Please take a moment to review Hachette Book Group's updated Privacy Policy: read the updated policy here.

A Coin For The Ferryman (A Libertus Mystery of Roman Britain, book 9)

A Coin For The Ferryman (A Libertus Mystery of Roman Britain, book 9)

Libertus is in a race against time to solve his latest mystery…

Rosemary Rowe’s clever whodunits continue to delight fans of historical crime, with Libertus and Junio proving a formidable and popular detective team in the ninth novel of the Libertus series, A Coin for the Ferryman. Perfect for fans of David Wishart and Lindsey Davis.

‘A cracking tale with a fast-moving plot’ – Conn Iggulden

In Roman Britain, AD 189, every slave knows his lot in life depends solely on the morals – or lack of morals – of his master. Fortunately for one young Glevum slave, Junio, his owner, former slave turned pavement-maker Libertus, believes heartily in rewarding years of loyalty and service. Junio is to be granted his freedom in an elaborate ceremony at the Basilica Law Court. And what better moment than the manumission to announce the lad’s engagement? But the young couple’s happiness is threatened by a terrible omen: the gruesome discovery of a corpse, hastily concealed in a shallow grave. Who is it? And, more importantly, who will go to any lengths to cover up their heinous crime? Determined to solve the mystery before the impending nuptials, Junio joins his mentor Libertus in trying to piece together a truly masterful mosaic of murder…

What readers are saying about A Coin for the Ferryman:

‘A very intriguing murder mystery of a great series’

‘Rosemary Rowe is to be commended for writing a series which manages to be entertaining and lively whilst drip feeding information about the period directly into the subconscious

‘The red herrings are very well contrived and as usual, the information about Romano-British life is a fascination in itself’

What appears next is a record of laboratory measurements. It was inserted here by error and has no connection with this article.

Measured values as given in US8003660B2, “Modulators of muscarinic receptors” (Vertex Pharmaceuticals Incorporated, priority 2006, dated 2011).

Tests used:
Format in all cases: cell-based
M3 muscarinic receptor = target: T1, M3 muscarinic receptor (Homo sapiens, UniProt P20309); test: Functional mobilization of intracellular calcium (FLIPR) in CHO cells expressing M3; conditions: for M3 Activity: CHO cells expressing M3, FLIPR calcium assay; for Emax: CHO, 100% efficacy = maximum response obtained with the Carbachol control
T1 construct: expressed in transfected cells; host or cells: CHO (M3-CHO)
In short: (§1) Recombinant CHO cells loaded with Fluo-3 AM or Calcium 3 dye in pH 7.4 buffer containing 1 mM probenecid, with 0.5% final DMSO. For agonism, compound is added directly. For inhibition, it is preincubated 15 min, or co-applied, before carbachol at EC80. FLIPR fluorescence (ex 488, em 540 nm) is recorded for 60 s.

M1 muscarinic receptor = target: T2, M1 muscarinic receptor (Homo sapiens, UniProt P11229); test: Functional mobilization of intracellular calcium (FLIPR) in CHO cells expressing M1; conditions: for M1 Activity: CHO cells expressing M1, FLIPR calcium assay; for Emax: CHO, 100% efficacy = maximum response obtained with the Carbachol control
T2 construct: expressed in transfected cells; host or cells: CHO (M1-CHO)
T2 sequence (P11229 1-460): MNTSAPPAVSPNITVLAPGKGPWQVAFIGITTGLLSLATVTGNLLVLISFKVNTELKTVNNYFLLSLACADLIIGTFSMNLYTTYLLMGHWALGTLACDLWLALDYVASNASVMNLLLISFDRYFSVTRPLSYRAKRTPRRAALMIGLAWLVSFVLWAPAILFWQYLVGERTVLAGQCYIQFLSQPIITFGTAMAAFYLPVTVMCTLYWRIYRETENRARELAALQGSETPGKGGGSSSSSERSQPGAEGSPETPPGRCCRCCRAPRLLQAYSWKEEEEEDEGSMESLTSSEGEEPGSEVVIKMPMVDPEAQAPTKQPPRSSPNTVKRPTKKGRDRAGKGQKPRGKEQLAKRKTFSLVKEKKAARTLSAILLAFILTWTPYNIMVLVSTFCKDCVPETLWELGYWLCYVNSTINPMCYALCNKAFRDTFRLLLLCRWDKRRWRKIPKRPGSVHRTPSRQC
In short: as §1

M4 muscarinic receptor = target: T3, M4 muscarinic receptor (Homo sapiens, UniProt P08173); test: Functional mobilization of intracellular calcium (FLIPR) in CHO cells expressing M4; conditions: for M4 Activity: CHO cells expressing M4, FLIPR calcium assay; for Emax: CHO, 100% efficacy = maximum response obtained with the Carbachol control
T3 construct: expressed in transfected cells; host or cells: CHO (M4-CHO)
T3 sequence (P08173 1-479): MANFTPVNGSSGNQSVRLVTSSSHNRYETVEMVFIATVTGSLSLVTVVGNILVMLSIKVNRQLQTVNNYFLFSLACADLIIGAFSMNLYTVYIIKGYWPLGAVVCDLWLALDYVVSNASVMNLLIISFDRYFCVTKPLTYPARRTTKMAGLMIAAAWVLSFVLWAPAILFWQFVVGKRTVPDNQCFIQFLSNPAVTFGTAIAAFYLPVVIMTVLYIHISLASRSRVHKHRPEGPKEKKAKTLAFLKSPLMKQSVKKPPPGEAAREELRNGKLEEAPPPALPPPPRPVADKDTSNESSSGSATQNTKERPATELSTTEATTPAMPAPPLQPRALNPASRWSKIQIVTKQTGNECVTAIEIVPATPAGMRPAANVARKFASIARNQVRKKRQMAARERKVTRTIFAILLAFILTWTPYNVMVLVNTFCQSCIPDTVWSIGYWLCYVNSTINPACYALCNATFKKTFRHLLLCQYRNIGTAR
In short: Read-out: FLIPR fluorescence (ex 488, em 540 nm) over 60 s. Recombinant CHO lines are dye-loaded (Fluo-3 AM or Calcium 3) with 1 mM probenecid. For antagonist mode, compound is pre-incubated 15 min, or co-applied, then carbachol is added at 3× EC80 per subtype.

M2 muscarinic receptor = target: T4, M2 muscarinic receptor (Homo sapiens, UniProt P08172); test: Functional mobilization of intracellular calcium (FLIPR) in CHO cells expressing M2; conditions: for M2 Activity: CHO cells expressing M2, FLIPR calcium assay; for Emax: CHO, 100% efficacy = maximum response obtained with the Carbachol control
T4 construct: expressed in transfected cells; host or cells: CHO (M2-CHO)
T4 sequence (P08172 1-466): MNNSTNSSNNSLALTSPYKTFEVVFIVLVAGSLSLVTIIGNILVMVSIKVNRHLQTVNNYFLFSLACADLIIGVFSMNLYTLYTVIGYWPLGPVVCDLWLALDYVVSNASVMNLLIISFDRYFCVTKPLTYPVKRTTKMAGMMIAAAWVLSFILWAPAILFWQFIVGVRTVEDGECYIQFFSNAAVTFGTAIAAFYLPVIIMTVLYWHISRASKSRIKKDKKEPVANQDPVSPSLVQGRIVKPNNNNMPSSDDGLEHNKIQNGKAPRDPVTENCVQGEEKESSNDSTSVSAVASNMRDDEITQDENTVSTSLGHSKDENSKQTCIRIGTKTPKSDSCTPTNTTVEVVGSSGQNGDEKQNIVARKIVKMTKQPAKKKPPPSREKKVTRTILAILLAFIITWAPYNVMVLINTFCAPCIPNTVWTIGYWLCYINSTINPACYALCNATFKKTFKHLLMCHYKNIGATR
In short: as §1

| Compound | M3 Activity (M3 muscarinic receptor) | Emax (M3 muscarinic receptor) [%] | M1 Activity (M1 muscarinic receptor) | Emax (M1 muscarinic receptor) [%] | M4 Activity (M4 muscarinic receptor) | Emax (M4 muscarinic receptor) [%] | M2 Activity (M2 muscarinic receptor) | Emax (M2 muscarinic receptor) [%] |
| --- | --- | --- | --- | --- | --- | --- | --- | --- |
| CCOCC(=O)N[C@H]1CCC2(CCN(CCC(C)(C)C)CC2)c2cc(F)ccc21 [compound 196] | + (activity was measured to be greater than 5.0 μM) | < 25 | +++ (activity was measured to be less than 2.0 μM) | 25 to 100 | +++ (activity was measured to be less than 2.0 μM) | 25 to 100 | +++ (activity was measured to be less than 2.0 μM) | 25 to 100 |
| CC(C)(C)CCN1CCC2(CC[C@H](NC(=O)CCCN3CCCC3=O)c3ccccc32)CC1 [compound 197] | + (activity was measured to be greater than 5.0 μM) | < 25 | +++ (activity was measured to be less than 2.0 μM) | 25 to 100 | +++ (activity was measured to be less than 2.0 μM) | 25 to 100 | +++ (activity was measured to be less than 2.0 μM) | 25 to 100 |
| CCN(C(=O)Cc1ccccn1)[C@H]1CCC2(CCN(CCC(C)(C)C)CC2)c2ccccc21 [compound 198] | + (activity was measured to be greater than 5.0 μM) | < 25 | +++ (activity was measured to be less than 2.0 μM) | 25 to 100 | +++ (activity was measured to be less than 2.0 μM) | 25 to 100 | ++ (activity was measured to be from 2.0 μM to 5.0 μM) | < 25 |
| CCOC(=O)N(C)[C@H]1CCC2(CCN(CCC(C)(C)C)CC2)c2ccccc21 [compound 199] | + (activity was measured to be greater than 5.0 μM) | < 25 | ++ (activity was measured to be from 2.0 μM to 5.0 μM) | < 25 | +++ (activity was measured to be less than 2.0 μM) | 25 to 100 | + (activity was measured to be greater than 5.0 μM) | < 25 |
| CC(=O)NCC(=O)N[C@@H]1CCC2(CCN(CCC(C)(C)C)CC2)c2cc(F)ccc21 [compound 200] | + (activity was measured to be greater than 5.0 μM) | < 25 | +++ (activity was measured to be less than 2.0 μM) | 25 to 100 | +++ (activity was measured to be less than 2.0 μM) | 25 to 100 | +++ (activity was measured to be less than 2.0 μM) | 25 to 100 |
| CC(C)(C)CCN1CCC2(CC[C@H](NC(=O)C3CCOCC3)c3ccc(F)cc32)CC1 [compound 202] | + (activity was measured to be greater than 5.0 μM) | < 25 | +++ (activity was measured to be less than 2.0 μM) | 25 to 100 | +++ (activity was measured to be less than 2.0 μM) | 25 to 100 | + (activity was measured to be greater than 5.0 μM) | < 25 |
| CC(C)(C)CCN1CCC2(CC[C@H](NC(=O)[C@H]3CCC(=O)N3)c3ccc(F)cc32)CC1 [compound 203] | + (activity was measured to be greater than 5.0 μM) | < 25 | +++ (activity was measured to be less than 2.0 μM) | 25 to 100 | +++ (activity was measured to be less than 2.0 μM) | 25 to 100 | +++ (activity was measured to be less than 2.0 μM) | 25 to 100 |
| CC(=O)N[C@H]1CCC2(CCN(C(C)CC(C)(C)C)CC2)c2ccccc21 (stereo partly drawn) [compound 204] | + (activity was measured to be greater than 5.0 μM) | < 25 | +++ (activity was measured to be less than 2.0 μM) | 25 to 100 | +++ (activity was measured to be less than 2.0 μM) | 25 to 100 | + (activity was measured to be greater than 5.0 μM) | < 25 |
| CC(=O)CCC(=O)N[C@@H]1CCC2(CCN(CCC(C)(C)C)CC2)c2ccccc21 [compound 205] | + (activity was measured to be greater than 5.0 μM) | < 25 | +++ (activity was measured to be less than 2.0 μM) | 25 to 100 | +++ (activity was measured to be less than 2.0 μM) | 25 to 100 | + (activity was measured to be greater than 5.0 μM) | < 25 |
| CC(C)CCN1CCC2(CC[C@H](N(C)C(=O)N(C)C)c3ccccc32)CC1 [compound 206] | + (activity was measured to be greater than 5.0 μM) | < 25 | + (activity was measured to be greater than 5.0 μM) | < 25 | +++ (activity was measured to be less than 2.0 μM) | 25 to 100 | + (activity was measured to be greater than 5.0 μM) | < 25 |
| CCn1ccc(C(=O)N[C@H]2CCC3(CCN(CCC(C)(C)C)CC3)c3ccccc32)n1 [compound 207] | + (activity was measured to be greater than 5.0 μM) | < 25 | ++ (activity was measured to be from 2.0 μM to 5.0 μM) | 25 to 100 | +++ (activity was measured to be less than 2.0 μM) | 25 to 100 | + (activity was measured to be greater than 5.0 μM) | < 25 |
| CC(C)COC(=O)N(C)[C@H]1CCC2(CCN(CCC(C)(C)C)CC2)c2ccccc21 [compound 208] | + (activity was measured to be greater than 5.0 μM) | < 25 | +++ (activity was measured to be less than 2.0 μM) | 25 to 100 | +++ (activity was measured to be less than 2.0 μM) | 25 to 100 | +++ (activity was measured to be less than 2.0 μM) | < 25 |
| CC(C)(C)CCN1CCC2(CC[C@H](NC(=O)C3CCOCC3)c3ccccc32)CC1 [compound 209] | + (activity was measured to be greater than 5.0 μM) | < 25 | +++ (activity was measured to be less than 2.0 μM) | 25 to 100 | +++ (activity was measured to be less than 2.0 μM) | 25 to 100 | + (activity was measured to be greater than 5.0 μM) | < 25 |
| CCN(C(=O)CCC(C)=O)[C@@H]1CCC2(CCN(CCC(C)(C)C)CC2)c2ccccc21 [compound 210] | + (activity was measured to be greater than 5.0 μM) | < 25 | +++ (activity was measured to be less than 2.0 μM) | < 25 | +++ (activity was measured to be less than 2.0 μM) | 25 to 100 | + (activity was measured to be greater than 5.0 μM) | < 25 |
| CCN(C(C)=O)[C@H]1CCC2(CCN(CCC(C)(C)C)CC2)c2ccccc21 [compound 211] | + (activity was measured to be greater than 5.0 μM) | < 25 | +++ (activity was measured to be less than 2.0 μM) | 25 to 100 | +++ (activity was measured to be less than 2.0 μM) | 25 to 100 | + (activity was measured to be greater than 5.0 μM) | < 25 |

Read More

Genre: Fiction & Related Items

On Sale: 11th April 2013

Price: £5.49

ISBN-13: 9781472205131


Praise for the Libertus series: 'Demonstrates Rowe's pity command of the Roman sleuth genre
The Times
Well-researched and eminently readable... Readers can enjoy the plot and soak up facts about Roman life and Language
South Wales Argus
A considerable achievement
The Times
This exciting and adventurous historical...will appeal to Stephen Saylor fans
Library Journal outstanding Roman historical mystery writer...excels at drawing the reader into second-century Roman Britain. Her sympathetic hero will engage mystery fans and readers of the classics alike
Publishers Weekly
It's a humdinger of a plot with more twists and turns than a spiral staircase
Northern Echo
A traditional country-house mystery translated to the Roman world - even featuring the mandatory body in the bibliotheca... There are charming details about innocent life on the fringes of empire
A brilliantly realised historical setting dovetails perfectly with a sharp plot in this history-cum-whodunnit
Good Book Guide
Rowe is very good on the realities of Roman life... and there is a pleasing attention to detail... A deftly woven tale of patriots and intrigue
Historical Novels Review
Cunningly drawn and the very devil to fathom until the final pages
Coventry Evening Telegraph